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For people who prefer to clog their arteries on the go.

English and Irish cuisine: my kingdom for a salad

Food in London and Ireland was about what we expected it to be: ample servings of meat and potatoes. While we made it into our fair share of pubs, we did try to balance our diet out with other dining establishments and markets. It’s not that the meals were totally devoid of vegetables—we’d often get a bit of lettuce in sandwiches or boiled peas and carrots on the side of a meal—but we were all craving fresh vegetables by the end.

Sometimes when I got a tiny side salad with a meal, I felt like holding up my plate and saying: “Please, sir, may I have some more?”

For people who prefer to clog their arteries on the go.

For people who prefer to clog their arteries on the go.

Full English or Irish breakfasts were the norm for the meal that came with our hotel stays. These are the types of breakfasts that I usually reserve for weekends but they were so common that when in Ireland we actually saw a sign at a petrol station that served it on a bun! That being said, the food was tasty and great for sustaining long days filled with walking. Here are some of the highlights during our two-week vacation:

Sawyer’s Arm (London)—This spot was located within a stone’s throw from our hotel and served as our watering hole. Pints and meals were all very reasonably priced for a city that is otherwise quite expensive as a Canadian tourist. We stopped in for dinner one night where I had the steak & ale pie which was served with the sweetest peas to ever hit my palate and a personal sized pot of gravy. Cokebaby went with a Yorkshire pudding wrapped roast beef with chips (aka French fries).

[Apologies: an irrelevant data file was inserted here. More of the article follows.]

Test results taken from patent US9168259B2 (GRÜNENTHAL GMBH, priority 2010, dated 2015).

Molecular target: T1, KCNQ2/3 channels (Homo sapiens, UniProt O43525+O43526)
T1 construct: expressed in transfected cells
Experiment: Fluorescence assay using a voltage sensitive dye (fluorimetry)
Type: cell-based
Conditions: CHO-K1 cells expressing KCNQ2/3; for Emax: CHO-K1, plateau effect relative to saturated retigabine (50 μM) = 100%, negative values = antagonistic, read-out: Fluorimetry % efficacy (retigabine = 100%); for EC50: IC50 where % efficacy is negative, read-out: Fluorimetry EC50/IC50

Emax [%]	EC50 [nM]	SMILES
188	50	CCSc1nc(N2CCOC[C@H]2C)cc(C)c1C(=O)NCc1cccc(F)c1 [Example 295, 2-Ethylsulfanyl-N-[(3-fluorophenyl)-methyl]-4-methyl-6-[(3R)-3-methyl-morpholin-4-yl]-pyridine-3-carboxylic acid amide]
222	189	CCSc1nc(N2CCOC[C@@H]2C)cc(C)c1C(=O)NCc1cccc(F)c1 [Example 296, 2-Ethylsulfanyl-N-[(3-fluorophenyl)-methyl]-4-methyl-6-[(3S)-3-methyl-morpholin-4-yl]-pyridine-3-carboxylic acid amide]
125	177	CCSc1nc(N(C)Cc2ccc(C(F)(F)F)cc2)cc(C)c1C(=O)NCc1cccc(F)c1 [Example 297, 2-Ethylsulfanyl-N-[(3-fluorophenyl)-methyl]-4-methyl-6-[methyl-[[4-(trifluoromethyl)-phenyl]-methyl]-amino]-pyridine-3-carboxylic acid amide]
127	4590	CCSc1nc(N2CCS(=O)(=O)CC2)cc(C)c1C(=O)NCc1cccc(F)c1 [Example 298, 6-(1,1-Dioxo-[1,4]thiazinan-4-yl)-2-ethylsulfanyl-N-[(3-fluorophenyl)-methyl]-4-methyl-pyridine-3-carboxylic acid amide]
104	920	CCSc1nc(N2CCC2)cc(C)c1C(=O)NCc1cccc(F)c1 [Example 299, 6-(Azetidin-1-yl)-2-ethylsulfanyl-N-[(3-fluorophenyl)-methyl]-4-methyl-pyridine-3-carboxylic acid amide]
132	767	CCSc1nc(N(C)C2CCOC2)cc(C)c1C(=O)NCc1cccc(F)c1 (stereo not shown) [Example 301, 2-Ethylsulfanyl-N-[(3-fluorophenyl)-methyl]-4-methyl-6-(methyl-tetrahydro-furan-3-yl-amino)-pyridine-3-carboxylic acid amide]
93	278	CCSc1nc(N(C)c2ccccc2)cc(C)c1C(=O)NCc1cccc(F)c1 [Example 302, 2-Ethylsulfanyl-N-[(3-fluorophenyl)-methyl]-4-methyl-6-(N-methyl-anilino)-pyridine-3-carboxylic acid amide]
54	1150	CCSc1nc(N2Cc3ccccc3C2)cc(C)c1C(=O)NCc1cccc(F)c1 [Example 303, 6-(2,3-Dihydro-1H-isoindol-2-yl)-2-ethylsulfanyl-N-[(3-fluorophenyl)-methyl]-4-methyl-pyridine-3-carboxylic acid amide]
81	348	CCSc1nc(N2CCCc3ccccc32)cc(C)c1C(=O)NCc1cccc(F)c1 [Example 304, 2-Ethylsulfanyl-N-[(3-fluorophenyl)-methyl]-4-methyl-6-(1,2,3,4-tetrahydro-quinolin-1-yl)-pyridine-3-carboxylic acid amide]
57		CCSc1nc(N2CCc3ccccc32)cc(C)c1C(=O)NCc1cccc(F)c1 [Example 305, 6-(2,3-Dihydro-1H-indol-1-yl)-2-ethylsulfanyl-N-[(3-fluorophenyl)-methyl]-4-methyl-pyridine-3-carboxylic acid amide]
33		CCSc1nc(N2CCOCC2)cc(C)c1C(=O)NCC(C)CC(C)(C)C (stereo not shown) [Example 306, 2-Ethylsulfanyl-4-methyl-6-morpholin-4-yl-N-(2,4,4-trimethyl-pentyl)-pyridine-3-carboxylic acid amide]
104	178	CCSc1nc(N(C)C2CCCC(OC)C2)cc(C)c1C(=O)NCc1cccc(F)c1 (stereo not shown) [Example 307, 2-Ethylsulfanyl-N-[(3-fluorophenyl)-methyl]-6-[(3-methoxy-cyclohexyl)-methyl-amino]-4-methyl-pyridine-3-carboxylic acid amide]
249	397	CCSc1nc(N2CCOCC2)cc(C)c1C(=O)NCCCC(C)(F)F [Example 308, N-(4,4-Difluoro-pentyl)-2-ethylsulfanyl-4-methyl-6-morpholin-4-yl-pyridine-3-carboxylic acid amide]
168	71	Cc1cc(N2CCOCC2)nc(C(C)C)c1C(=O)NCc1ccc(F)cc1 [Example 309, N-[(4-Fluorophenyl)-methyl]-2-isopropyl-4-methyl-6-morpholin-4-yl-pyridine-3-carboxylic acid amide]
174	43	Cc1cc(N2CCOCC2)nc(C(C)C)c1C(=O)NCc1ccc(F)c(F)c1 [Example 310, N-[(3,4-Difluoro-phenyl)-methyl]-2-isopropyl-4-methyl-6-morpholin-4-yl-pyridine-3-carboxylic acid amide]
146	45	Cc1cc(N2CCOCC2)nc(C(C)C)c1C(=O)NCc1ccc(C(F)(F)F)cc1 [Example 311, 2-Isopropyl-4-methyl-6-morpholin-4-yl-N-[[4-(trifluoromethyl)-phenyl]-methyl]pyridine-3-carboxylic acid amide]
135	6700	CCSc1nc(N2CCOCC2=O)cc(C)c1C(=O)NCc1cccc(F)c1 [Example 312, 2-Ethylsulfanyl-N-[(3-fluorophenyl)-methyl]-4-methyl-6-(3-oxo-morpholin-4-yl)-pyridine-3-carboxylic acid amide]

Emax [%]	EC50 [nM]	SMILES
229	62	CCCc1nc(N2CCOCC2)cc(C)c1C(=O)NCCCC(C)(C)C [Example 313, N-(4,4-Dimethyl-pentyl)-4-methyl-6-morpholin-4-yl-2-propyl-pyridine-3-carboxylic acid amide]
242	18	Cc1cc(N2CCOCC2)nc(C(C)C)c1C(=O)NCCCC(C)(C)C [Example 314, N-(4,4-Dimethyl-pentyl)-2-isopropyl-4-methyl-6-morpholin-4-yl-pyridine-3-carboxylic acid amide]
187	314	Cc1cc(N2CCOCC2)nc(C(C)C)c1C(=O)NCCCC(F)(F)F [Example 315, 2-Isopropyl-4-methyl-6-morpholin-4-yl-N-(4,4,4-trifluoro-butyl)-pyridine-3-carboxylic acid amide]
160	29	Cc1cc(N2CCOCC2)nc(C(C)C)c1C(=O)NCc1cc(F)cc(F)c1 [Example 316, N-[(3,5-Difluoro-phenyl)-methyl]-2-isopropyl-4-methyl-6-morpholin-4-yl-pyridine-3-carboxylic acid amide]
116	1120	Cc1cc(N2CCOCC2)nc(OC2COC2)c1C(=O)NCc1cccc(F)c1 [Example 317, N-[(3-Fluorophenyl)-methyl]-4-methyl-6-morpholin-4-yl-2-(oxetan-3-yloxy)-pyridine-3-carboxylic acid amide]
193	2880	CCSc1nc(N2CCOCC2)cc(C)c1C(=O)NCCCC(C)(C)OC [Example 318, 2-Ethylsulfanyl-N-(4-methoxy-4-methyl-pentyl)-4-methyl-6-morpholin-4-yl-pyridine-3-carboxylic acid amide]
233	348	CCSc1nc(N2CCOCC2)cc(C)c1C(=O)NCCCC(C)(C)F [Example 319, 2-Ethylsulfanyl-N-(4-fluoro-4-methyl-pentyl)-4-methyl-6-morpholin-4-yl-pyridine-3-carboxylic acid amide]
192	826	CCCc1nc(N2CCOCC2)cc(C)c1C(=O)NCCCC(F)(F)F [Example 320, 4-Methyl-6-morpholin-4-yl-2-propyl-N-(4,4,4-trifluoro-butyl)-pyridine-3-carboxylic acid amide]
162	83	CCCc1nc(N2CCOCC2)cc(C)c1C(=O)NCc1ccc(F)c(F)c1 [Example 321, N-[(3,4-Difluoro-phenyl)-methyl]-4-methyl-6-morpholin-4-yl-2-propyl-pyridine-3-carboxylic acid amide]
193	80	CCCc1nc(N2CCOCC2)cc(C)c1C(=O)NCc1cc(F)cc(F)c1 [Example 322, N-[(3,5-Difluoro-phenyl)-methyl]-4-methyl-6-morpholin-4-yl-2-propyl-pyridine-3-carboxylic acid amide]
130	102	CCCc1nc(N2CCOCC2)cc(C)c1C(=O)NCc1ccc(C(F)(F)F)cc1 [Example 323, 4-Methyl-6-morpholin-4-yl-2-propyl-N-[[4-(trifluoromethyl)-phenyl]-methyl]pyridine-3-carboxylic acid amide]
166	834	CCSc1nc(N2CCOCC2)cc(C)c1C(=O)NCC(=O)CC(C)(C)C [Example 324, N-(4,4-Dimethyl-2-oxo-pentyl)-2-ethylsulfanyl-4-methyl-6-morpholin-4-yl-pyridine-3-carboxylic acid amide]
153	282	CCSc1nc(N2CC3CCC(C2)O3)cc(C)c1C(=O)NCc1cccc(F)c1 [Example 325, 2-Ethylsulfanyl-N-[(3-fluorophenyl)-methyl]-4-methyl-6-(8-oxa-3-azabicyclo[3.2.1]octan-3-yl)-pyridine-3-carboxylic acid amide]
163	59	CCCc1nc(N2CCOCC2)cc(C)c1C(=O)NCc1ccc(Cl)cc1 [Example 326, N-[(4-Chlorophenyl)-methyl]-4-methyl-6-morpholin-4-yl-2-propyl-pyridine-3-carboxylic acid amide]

Villa Rosa Restaurant (London)—This family owned restaurant was a great find. Cokebaby and I shared bresaola as an appetizer and with the meal we had a bottle of wine. He had veal with mushrooms, I had a creamy gnocchi, and we ended the meal with a shot of sambuca and tiramisu all for under £40. It was simple, almost home-style Italian fare with friendly and efficient service.

Café Lafayette (en route to Ireland)—I only mention the overpriced meal on board the ferry Ulysses for the fact that it introduced me to a thing called a bap. In and of itself, a bap is simply a sandwich made with a specific type of bread roll (much like a non-crusty version of a Kaiser roll). But the chicken bap that Cokebaby and I shared had an amazing ingredient: caramelized red onion relish. We brought back a bottle from Tesco but once that runs out, I can only hope that Pete’s Frootique carries something similar.

Photo credit: snapperwolf* from Flickr

Photo credit: snapperwolf* from Flickr

EdMar B&B (Williamstown, Ireland)—A wonderful spot to stay for a relaxing vacation in the countryside, owners Liam and Rosie also provide the best full Irish breakfasts in the cost of the accommodation (with delicious soda bread). For an extra €10 per person they made us a fantastic family dinner of cottage pie with sides of peas, carrots, and homemade bread.

The Locke Bar & The Oyster House (Limerick)—Yes, I know, I gave “stab city” a bit of a hard time in my vacation blog posts. Keep in mind though that on our way to this dining establishment, a lead pipe fell out of the pants of a sketchy looking character walking our way. We did have a nice feed of seafood here though. The in-laws had mussels while Cokebaby and I shared a plate of oysters (his first time ever and I wish he’d let me post a picture we captured of his expression) along with a side of Colcannon. The latter (a traditional Irish dish made from mashed potatoes, kale or cabbage, butter, salt, and pepper) was strictly for the purpose of trying them because I hadn’t seen them on a menu anywhere else.

Gus O’Connor’s (Doolin)—Although a very small town, Doolin seems to be quite a popular destination for tour buses. So we were surprised to find the food a bit overpriced for what we thought would be a quaint spot for an inexpensive meal. Service was mediocre but the food was tasty. I had a lovely seafood chowder (served with soda bread!), Cokebaby and his brother each had fish and chips, and Cokebaby’s sister-in-law had a chicken sandwich that came with a side of Ballymaloe country relish. Again, we brought back a bottle of the stuff and I’m starting to think I should contact Pete’s Frootique for a wish list now.